A 2007 study for the Memphis Park Commission on making the stadium comply with the Americans With Disabilities Act (ADA) said it would cost $4,799,708 to provide 219 wheelchair seats and 219 companion seats. There are currently 133 wheelchair seats in the 61,641-seat stadium.
Memphis Park Commission director Cindy Buchanan cited the study to the Flyer for a December 2007 story on the stadium. Wheelchair users who have attended games for several years told the Flyer the current number of seats is more than adequate for demand, although they said improvements are needed in access to companion seats, restrooms, and concessions.
The Liberty Bowl is used roughly nine times a year for college football. The average turnstile attendance (as opposed to tickets sold) at University of Memphis home football games last year was well below 20,000. The AutoZone Liberty Bowl game and Southern Heritage Classic each drew slightly less than 40,000 fans last year, although the number of tickets sold exceeded 50,000.
University of Memphis sports information director Bob Winn said average attendance for the 2008 season was 25,003. That counts season tickets sold, student admissions, and walk-ups. A total of 58 tickets were sold for handicapped seating in 2006 (50 of those for the game against the University of Tennessee). In 2007, 52 handicapped tickets were sold, with 9 being the most at one game. In 2008, 48 handicapped tickets were sold, with 8 being the most in one game.
Memphis City Attorney Elbert Jefferson told City Council members Tuesday the cost of ADA compliance could be $40 million. In the 2007 study, there is no figure close to that in the 12 options presented.
The University of Michigan settled a landmark ADA lawsuit with the U.S. Department of Justice on March 10, 2008. Michigan Stadium seats more than 107,000 fans and has been sold out for every game for 35 years. The stadium has 81 pairs of seats for wheelchair users and companions. When a renovation and expansion are completed in 2010, there will be 592 seats, including companion seats, dispersed throughout the stadium.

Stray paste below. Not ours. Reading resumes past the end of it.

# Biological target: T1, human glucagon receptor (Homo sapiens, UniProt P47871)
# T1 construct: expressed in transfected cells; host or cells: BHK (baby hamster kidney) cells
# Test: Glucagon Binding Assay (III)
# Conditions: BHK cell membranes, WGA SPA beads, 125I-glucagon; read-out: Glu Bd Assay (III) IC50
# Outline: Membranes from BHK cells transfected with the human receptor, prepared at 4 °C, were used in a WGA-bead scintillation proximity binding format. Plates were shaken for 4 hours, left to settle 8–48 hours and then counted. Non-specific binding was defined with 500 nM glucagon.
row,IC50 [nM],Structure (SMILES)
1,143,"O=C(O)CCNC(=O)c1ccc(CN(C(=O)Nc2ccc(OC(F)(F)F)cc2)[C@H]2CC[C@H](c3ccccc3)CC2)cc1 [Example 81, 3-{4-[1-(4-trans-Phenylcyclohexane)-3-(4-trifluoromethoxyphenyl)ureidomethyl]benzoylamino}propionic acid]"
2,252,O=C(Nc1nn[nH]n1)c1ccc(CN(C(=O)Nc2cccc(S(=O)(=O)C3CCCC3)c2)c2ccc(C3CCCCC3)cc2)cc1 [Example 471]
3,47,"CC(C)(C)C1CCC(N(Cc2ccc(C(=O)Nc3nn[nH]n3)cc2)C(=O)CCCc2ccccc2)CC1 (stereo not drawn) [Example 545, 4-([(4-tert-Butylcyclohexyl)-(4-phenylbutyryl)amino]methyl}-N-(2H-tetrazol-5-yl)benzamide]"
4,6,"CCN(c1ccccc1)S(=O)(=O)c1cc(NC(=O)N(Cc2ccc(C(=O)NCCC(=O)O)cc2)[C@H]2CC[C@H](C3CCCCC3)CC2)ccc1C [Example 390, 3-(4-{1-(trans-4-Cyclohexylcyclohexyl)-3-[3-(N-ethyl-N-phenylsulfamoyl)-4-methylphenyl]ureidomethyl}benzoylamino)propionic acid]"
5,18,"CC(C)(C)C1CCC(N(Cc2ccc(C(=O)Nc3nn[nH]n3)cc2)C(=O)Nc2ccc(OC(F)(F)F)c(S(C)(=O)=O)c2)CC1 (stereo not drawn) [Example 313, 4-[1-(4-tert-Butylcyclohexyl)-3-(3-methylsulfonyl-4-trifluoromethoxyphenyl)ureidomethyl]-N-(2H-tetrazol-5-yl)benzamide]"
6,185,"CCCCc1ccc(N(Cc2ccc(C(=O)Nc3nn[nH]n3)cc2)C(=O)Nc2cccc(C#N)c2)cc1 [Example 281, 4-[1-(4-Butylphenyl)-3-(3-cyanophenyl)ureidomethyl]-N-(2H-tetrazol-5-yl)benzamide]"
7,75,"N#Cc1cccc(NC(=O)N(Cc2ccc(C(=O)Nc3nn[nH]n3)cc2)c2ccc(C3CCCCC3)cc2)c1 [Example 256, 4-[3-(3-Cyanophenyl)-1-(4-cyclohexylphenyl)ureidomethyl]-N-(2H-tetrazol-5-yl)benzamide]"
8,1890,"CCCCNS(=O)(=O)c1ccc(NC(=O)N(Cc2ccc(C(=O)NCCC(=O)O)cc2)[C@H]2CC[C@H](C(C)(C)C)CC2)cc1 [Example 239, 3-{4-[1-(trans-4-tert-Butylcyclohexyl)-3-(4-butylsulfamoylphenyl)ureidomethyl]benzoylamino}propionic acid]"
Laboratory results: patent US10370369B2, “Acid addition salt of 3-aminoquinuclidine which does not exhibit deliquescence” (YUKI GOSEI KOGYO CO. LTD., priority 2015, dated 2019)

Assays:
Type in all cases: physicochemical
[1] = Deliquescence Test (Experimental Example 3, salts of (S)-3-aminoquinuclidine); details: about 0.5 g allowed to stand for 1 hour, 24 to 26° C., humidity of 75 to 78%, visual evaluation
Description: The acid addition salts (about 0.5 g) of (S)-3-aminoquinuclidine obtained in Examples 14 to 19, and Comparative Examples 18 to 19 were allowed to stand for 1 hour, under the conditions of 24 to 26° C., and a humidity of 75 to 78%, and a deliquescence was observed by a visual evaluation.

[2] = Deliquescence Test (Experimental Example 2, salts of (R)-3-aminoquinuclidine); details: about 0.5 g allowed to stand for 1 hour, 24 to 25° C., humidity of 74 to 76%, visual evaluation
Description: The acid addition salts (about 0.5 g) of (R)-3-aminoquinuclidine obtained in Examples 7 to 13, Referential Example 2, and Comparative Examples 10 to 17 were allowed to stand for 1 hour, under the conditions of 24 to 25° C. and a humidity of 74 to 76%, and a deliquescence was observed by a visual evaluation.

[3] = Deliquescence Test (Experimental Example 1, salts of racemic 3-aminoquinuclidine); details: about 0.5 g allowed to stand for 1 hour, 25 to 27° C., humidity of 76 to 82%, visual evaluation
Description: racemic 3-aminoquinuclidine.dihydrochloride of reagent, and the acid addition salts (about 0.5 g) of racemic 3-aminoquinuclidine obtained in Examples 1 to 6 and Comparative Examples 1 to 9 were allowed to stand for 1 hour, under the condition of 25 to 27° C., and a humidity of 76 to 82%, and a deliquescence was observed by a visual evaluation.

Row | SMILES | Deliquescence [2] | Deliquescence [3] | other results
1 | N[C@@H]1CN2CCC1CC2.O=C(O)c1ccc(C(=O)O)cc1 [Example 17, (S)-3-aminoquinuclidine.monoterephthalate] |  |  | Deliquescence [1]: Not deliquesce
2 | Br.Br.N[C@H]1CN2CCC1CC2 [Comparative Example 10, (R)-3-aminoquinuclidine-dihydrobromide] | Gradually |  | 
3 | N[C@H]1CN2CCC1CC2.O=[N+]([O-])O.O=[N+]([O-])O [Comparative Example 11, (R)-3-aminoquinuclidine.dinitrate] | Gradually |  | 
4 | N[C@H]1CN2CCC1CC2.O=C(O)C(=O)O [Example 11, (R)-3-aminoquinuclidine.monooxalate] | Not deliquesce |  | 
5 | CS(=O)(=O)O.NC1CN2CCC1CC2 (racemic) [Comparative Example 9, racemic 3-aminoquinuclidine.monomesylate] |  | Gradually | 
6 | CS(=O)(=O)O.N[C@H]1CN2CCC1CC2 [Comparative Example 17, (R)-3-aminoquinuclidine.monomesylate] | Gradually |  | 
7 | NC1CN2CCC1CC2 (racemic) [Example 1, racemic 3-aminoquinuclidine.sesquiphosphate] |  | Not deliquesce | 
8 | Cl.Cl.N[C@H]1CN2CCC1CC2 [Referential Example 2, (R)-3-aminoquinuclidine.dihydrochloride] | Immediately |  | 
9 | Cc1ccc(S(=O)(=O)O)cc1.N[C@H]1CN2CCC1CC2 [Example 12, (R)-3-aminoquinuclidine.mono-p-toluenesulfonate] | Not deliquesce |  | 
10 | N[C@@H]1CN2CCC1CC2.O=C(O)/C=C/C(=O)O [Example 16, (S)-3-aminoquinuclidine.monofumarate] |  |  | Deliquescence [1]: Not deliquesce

The key issue -- and the source of much confusion -- is the federal ADA guideline of making one percent of seats wheelchair accessible and dispersed throughout the stadium. Counting companion seats, the standard is more like two percent.
In Michigan's case, the settlement figure is approximately half of one percent, including companion seats. At the Liberty Bowl, one percent would mean 616 wheelchair seats and 616 companion seats. The proposed 219 pairs of seats is the basis for the $4,799,708 estimate, which works out to $21,916 per wheelchair seat.
In its negotiations with the Office of Civil Rights in the DOJ, the University of Michigan stated that the proposed remedy was put forth "with no evidence that patrons with mobility impairments will purchase even a small fraction of what might be constructed." The university estimated that one pair of wheelchair and companion seats equals 12.5 other seats.